CARS.COM — Each year the EPA calculates corporate average fuel economy based on gas mileage estimates for each car in an automaker's lineup, and the number of those cars produced that year. The lineups split into three groups: domestic passenger cars, which includes cars built using mostly domestically sourced parts from either an American or foreign nameplate; imported passenger cars, built mostly with parts from abroad; and light trucks, which includes everything from pickups and minivans to crossover SUVs, no matter where their parts come from.
Gas mileage figures come from automakers and go to the National Highway Traffic Safety Administration and then to the EPA for verification, so it can take until well into the following year for final CAFE numbers to be published. Based on NHTSA's data, here's where automakers stood for 2014 (the most recent data available, released in December 2014):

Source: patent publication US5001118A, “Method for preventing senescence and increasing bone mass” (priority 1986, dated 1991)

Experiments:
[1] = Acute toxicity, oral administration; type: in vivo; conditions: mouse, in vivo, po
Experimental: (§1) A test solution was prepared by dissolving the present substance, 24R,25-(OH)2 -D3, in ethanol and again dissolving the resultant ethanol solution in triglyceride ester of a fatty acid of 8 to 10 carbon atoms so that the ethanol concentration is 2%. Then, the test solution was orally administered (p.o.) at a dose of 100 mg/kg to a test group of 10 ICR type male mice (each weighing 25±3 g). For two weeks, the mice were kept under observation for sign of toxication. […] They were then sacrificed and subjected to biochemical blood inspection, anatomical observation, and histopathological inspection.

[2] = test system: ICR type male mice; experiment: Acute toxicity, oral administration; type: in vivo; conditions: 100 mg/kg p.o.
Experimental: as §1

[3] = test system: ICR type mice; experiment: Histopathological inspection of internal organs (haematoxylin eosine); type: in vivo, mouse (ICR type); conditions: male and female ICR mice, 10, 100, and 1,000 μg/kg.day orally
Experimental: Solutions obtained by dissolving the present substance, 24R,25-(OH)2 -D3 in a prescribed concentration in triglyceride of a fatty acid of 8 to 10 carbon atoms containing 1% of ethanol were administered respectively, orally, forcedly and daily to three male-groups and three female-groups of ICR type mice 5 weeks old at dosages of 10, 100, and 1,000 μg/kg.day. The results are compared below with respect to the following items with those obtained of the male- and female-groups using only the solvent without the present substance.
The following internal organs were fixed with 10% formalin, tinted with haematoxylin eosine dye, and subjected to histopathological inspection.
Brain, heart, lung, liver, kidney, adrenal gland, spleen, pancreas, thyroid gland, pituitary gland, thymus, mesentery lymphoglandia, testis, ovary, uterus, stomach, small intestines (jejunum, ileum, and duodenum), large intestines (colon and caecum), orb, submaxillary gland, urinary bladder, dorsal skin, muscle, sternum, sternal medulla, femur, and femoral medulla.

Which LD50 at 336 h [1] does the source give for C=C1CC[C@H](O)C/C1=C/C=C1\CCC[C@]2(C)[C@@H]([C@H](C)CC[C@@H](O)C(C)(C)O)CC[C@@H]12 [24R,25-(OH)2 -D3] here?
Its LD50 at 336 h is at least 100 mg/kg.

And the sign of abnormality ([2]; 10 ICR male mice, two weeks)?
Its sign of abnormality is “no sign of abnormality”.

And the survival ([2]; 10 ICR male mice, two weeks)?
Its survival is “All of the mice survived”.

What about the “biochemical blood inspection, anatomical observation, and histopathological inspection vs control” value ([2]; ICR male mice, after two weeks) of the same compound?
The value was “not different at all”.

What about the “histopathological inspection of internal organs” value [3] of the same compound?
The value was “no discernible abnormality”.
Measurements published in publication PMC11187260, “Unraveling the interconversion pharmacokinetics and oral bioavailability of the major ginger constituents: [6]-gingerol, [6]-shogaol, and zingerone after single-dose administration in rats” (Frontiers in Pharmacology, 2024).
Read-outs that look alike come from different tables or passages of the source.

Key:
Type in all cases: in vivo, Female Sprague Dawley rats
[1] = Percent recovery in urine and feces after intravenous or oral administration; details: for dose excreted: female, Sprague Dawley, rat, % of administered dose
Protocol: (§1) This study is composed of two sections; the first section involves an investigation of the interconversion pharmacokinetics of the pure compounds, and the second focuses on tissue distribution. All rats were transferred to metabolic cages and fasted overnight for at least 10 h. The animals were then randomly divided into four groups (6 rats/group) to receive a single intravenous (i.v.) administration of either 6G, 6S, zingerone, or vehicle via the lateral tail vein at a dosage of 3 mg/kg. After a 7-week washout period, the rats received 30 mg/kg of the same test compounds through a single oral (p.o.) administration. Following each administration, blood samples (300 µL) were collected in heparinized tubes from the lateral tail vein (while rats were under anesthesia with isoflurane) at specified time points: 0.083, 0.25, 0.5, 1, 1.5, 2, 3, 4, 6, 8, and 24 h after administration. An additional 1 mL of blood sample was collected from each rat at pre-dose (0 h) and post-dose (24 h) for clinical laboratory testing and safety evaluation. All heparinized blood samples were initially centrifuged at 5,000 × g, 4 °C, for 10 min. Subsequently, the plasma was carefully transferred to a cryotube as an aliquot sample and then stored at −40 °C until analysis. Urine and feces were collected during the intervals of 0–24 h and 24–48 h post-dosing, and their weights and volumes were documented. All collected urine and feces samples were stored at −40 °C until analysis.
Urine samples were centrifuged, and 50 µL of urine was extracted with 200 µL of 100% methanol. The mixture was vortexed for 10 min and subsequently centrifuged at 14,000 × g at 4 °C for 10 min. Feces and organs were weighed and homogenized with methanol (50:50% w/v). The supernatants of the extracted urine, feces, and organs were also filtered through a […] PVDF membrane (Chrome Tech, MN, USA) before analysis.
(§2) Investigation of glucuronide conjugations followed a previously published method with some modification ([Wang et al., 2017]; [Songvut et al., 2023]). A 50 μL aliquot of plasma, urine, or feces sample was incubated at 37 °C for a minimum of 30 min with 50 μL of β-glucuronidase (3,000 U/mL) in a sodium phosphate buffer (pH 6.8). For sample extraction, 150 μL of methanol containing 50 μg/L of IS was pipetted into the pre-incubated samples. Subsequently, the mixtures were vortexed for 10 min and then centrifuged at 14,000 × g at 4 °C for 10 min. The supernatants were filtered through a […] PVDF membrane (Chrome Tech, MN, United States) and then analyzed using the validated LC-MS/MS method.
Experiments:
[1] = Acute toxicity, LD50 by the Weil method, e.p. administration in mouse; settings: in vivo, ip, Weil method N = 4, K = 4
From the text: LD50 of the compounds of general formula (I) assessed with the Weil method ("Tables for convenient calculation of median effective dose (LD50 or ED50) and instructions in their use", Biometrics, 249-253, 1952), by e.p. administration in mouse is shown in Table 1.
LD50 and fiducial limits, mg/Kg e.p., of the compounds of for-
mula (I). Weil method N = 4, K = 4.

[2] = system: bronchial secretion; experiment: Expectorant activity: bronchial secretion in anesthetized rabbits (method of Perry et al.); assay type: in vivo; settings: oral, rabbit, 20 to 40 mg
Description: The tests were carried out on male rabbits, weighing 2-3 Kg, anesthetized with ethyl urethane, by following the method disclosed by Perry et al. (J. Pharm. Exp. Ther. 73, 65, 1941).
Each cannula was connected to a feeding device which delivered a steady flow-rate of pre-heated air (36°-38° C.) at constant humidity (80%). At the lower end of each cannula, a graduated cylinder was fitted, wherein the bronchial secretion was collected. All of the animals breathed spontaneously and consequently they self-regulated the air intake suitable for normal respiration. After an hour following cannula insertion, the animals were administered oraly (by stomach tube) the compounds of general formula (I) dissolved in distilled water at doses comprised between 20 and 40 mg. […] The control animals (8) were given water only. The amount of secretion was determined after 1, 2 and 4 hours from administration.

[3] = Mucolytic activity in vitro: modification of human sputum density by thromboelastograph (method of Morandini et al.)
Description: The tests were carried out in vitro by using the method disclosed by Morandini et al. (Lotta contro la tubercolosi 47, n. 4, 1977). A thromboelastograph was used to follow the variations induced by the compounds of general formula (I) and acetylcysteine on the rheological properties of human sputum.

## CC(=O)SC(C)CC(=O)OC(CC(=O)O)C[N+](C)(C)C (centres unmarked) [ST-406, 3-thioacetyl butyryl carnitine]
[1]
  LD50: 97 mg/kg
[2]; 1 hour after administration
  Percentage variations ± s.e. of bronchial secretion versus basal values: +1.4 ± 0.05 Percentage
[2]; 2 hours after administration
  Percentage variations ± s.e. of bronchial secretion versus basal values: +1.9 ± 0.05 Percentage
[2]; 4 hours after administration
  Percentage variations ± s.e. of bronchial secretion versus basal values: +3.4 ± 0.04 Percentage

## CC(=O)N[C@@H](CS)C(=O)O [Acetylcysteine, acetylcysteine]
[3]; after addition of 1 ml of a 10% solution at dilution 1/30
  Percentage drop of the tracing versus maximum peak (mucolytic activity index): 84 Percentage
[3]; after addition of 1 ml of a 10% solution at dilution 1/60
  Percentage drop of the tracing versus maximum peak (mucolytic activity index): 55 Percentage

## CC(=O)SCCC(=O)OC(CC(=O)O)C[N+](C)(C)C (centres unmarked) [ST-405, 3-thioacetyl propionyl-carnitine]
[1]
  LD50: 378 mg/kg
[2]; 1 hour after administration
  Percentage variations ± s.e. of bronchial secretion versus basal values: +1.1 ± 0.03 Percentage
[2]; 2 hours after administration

|Domestic Passenger Cars|
All manufacturers encompass their respective brands as of 2014 — i.e., Toyota includes Lexus and Scion. Source: NHTSA
|Imported Passenger Cars|
|16. (tie)||Jaguar Land Rover||27.0|
No pre-model year report; all manufacturers encompass their respective brands as of 2014 — i.e., Toyota includes Lexus and Scion. Source: NHTSA
|14. (tie)||Jaguar Land Rover||24.8|
No pre-model year report; all manufacturers encompass their respective brands as of 2012 — i.e., Toyota includes Lexus and Scion. Source: NHTSA
Although CAFE ratings might look like an outright average of the gas mileage for all the vehicles in a carmaker's lineup, it's not that straightforward. The numbers on the window sticker and the ones reported to the government are "entirely separate," a NHTSA spokesman said. City and highway mileage figures come from the EPA's lab tests, with adjustments to replicate real-world conditions. CAFE figures, meanwhile, are derived using different testing procedures and have various incentives built in.